Chloroplast – Definition, Structure, Distribution, function and Diagram

Chloroplasts, found in plant cells, are defined as organelles that contain chlorophyll. They have a complex structure with outer and inner membranes, stroma, thylakoid membranes and grana. Functionally, chloroplasts play a key role in photosynthesis. They convert light energy into chemical energy, produce ATP and oxygen and fixing carbon dioxide. The diagrams illustrate the structure and functions of chloroplasts in plant metabolism.

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Salivary Glands - Definition, Types, Location, Size, Ducts, Diagram, Characteristics, Secretion, Structure and Function

Salivary Glands – Definition, Types, Location, Size, Ducts, Diagram, Characteristics, Secretion, Structure and Function

Salivary glands are exocrine glands responsible for saliva secretion. They have acinar cells for saliva synthesis and ductal cells for transport. Myoepithelial cells aid saliva movement. Major glands include parotid (largest), submandibular, and sublingual (smallest). Ducts are Stensen’s (parotid), Wharton’s (submandibular), and multiple (sublingual). Saliva lubricates, digests, and protects. Understanding their structure and function is vital.

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Gastric Glands - Location , Structure, Types, Secretion and Functions

Gastric Glands – Location , Structure, Types, Secretion and Functions

Gastric glands, present in the stomach lining, play an important role in digestion. Structurally, they are made up of different cell types, including parietal, chief, and mucous cells. These glands secrete gastric juice, which consists of hydrochloric acid, pepsinogen and mucus. The secretions help break down food, sterilisation of ingested pathogens and absorb essential nutrients, thus fulfilling important functions in the digestive process

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peristalsis / perstaltic movement

Peristalsis-  The Rhythmic Journey Through Your Body

Peristalsis is a vital biological process that facilitates the movement of food through the digestive system. It involves rhythmic contractions of smooth muscles, creating a wave-like motion known as peristaltic waves. These waves propel food through the digestive tract and ensure efficient digestion and absorption of nutrients. Peristaltic movements are coordinated by the enteric nervous system and provide the motility necessary for proper gastrointestinal function.

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emulsification of fats in digestion

Emulsification of Fats

Emulsification of fats is an important process in digestion in which large globules of fat are broken down into smaller droplets. This process is carried out by bile, a substance produced by the liver and stored in the gallbladder. Bile emulsifies fats by acting as a detergent, breaking down the fat into smaller droplets that can be easily digested and absorbed by the body. Without this process, the digestion and absorption of fats would be much less efficient.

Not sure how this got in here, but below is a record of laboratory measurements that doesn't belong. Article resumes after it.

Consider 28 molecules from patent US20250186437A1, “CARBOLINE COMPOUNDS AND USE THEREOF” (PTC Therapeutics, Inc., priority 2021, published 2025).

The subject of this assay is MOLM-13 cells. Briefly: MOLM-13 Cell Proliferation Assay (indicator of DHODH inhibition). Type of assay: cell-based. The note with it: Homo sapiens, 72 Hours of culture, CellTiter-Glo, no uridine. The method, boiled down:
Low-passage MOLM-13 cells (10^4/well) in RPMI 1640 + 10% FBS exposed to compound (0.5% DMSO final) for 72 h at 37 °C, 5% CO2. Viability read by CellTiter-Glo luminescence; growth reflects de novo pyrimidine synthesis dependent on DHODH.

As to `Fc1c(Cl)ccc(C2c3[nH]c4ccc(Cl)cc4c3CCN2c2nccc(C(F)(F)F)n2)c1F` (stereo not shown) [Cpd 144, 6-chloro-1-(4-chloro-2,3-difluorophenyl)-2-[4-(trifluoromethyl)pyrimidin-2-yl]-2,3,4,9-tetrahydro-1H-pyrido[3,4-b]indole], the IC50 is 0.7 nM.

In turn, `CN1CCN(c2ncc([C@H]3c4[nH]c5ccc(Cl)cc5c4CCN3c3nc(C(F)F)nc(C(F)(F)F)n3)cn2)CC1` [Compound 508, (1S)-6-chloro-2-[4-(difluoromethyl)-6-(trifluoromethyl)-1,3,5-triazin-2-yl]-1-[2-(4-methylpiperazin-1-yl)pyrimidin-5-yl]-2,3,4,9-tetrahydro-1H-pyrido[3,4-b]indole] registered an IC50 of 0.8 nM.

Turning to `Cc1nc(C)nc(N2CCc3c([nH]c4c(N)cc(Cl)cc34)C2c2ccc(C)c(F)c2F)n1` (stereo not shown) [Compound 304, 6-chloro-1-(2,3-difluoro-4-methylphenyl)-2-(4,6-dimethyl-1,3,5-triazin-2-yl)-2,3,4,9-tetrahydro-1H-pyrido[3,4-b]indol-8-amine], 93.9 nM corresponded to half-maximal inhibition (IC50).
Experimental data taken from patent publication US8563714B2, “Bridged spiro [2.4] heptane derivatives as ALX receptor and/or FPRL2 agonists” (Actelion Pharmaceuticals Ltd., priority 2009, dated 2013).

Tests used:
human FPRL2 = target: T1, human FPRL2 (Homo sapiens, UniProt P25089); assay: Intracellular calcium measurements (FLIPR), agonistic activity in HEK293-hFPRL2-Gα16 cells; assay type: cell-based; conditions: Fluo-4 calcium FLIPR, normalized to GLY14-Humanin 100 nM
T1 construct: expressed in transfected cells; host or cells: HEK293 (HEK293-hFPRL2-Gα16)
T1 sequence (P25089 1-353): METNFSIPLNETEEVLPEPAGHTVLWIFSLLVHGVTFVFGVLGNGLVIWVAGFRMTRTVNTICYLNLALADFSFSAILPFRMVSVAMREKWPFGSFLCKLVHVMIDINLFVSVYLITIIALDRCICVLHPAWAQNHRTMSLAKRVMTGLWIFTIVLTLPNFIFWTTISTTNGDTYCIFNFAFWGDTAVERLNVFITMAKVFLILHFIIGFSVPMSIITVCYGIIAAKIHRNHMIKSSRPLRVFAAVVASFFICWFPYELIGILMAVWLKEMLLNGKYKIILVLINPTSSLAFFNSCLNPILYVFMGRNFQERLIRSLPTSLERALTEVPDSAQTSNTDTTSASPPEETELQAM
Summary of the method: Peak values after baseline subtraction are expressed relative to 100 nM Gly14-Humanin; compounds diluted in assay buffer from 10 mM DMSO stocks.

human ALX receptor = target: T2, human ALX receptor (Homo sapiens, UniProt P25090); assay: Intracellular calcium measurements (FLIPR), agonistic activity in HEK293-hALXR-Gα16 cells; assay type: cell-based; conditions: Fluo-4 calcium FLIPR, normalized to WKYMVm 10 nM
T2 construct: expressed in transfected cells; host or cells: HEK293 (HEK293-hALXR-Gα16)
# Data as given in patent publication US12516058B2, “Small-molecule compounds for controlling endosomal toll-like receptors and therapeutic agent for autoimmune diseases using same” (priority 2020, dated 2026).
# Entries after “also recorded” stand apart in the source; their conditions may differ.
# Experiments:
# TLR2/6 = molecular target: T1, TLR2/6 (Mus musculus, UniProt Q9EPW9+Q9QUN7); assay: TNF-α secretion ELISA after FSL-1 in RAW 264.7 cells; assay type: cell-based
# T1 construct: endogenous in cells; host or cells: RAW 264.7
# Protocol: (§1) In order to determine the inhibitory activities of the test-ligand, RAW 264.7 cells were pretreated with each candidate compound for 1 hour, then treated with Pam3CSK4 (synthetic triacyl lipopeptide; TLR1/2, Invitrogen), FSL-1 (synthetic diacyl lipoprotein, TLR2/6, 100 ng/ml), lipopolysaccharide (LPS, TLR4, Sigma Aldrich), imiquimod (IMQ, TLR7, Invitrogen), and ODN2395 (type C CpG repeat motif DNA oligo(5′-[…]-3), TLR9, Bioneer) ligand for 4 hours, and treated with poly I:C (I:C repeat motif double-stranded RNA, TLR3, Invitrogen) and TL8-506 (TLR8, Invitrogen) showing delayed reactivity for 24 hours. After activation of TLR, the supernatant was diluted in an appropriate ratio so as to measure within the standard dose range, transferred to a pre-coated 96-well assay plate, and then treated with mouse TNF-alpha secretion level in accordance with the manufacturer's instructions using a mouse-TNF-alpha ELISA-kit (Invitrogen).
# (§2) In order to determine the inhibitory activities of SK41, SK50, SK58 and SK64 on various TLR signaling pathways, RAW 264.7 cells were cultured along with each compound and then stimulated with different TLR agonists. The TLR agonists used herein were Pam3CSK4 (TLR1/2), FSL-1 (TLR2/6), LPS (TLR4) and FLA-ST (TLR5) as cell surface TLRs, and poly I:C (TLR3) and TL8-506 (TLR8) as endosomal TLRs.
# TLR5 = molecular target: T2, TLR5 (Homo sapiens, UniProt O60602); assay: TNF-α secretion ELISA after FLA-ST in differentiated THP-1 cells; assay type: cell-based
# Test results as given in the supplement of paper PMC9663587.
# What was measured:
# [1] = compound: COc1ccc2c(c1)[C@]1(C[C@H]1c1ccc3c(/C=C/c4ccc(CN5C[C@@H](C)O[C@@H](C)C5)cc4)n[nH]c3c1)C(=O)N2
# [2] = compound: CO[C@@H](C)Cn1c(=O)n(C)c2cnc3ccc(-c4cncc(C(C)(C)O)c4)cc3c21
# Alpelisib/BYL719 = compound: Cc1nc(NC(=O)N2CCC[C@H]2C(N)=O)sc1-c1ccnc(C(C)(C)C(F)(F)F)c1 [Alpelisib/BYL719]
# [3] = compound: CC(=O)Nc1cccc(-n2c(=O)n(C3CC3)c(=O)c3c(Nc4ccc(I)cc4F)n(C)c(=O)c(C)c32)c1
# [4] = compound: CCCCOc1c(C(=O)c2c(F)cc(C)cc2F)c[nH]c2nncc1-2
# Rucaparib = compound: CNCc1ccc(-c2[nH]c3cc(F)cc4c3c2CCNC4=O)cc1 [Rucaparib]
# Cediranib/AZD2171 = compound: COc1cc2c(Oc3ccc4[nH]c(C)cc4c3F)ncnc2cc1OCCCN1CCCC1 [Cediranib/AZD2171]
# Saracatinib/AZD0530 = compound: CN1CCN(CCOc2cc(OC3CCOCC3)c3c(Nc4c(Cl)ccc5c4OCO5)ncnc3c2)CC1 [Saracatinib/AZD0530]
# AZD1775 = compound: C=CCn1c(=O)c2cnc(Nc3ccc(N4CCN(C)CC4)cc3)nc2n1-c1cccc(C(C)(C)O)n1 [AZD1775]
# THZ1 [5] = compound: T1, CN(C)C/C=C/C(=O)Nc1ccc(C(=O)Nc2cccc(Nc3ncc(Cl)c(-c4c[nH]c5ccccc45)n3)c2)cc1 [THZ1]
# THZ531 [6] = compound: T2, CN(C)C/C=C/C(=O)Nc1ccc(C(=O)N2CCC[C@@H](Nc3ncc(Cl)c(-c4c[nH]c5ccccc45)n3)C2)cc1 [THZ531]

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Endocytosis and Exocytosis - Differences , Similarities ,Roles, Steps , Types

Endocytosis and Exocytosis – Differences , Similarities ,Roles, Steps , Types

Endocytosis and Exocytosis are cellular processes used to move molecules in and out of cells, respectively. Endocytosis involves the formation of a vesicle to engulf and transport molecules into the cell, while exocytosis involves the fusion of a vesicle with the plasma membrane to release molecules out of the cell. These processes play important roles in nutrient uptake, waste elimination, cell communication etc.

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Amoeba Diagram for Class 7

The Amoeba is a single-celled organism of Protozoa phylum.It is a type of unicellular Protist that can be found in a variety of environments. The amoeba diagram is a simple and easy-to-draw representation of this organism, neatly labeled to help students in class 7 understand its structure. The essential features of the amoeba diagram comprise the pseudopod, cytoplasm, food vacuole, nucleus and other parts.

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What is Endocytosis – Class 9

Endocytosis allows cells to take in external materials by forming vesicles that fuse with the cell membrane. This process is vital for nutrient uptake and immune function. There are three steps and three types of Endocytosis. Phagocytosis engulfs particles, while Pinocytosis takes up fluids and solutes. Receptor-Mediated Endocytosis uses specific receptors to target and internalise molecules.

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What is Endocytosis

Endocytosis -Definition, Mechanism, Types, Examples

Endocytosis is a cellular process by which cells absorb molecules and particles from the external environment by engulfing them within a vesicle. There are three main types of endocytosis – phagocytosis, pinocytosis, and receptor-mediated endocytosis. Endocytosis plays a crucial role in nutrient uptake, immune defence and cellular signalling. Examples of endocytosis include the uptake of bacteria by immune cells and the absorption of nutrients by intestinal cells.

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